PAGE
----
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Blocking the Ping

We want the machine to be hidden and to do this by blocking the ICMP ping request on the UFW firewall.

Start the terminal (Powershell) and login to the server

ssh [email protected] -p 222

To edit the config:

sudo nano /etc/ufw/before.rules

Add a new line under the #ok icmp codes for input section:

-A ufw-before-input -p icmp --icmp-type echo-request -j DROP

To save the document, press Ctrl + X and press Y and enter.

Restart the firewall:

sudo ufw reload

Reboot the machine:

sudo reboot

Run the terminal to see if it’s rebooted successfully:

ssh [email protected]

To test it, open up another terminal.

Ping the IP address:

ping xxx.xxx.xxx.xxx

This should display the request timeout.

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Changing the Webmin Port

Webmin tool is used for managing the admin easily. Changing the port is the way to make it secure.

Open up the browser and access the Webmin via IP address and the default port.

Webmin

Click the Webmin Configuration link.

Select the Ports and Addresses link.

Under the Listen on the port, select a specific port to 10001 for instance.

Under IPv6 connection, select the No option.

Under Listen for broadcast on UDP port, type in 10001.

Click the Save button.

Under the Web Configuration, click the Restart Webmin button.

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Starting the Webmin Service if only Needed

Open up the browser and access the Webmin via IP address and the default port.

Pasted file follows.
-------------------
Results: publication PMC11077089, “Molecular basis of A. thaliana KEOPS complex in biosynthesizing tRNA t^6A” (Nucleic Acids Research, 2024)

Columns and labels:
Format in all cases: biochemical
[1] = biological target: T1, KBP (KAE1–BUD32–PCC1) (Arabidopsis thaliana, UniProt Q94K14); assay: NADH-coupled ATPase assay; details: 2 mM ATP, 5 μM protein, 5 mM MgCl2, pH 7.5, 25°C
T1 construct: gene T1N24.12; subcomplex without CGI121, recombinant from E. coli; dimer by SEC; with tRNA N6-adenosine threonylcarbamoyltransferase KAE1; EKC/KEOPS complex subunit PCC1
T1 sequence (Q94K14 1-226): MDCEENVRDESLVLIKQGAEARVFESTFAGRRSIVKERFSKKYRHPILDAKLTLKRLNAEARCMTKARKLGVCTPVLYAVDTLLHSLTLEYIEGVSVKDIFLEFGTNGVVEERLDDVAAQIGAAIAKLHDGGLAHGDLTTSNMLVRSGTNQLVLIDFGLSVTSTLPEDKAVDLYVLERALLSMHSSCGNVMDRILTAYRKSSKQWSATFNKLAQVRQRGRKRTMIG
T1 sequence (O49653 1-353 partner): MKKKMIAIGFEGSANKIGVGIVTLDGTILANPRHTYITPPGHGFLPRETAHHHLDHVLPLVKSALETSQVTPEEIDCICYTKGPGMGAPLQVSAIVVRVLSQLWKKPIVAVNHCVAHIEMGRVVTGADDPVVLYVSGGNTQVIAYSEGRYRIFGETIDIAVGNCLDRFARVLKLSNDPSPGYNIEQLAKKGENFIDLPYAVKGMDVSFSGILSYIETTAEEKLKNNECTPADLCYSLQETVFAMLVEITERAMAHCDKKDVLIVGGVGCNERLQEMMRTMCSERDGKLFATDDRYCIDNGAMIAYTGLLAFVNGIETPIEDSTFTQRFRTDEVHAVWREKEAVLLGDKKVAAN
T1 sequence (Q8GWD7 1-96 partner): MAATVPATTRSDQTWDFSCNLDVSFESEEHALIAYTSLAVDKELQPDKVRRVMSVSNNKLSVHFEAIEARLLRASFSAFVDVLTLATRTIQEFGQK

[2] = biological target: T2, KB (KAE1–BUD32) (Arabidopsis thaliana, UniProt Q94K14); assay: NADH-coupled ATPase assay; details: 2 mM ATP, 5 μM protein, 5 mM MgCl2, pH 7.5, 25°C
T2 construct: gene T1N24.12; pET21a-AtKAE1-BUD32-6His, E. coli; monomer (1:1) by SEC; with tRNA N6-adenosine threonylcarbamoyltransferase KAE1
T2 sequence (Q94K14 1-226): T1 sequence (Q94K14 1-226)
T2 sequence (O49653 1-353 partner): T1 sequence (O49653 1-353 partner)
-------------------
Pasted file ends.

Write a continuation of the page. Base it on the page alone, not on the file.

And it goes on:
Webmin

Click the Webmin Configuration link.

Under a Start a boot time, select No option.

Click the Start at boot time button.

To start manually:

sudo /etc/webmin/start

To stop again:

sudo /etc/webmin/stop
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Setting up Two-Factor Authentication in Webmin

Open up the browser and access the Webmin via IP address and the default port.

Webmin

Click the Webmin Configuration link.

Click the Two-Factor Authentication link.

Select the Google Authenticator as the Authentication provider.

Click the Save button.

Go back and go to Webmin Users link.

Select the User and activate the Two-Factor Authentication by scanning the QR code.

Test by logging out of the Webmin.

Log in again and it should ask for the password as well as the token.

That’s it! The action above will at least protect the server. It does not mean not hackable though but it at least makes the hacker harder to attack the machine and we want to the safe side.

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The End

If you have reached the end of this article, congratulation. Hopefully, we have been able to shed some light on outlining what you need to know to harden Ubuntu Server.

We write this in such a way that this is not a fixed article. Like in this journey, we learn as we go and we re-write some parts of the article so please keep pinging with this article or any tech posts.

If you have a question or anything, please drop us a comment below or you can chat with us on Dewachat.